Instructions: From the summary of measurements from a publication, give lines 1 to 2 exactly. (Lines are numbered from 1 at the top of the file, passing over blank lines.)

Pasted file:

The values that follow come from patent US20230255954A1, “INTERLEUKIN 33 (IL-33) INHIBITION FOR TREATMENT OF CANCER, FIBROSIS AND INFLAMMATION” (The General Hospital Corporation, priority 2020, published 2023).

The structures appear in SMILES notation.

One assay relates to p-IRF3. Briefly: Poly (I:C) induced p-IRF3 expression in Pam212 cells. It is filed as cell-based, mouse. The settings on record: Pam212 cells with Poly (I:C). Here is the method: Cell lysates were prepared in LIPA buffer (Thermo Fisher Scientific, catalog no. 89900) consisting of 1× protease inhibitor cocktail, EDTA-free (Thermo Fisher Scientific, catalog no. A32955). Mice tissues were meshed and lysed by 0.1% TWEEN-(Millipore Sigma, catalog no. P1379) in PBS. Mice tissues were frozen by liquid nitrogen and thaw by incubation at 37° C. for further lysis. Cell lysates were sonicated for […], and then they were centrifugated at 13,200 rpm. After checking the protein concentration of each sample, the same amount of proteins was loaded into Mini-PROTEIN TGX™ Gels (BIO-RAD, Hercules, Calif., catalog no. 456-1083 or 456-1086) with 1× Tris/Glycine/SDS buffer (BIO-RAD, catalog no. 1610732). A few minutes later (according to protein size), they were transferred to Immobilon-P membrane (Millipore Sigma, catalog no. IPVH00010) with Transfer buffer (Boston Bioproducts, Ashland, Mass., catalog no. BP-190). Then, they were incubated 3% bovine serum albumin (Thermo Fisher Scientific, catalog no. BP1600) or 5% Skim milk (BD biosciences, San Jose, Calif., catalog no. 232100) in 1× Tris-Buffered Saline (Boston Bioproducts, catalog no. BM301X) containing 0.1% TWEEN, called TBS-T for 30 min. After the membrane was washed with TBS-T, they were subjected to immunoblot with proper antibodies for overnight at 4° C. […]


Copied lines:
The values that follow come from patent US20230255954A1, “INTERLEUKIN 33 (IL-33) INHIBITION FOR TREATMENT OF CANCER, FIBROSIS AND INFLAMMATION” (The General Hospital Corporation, priority 2020, published 2023).

The structures appear in SMILES notation.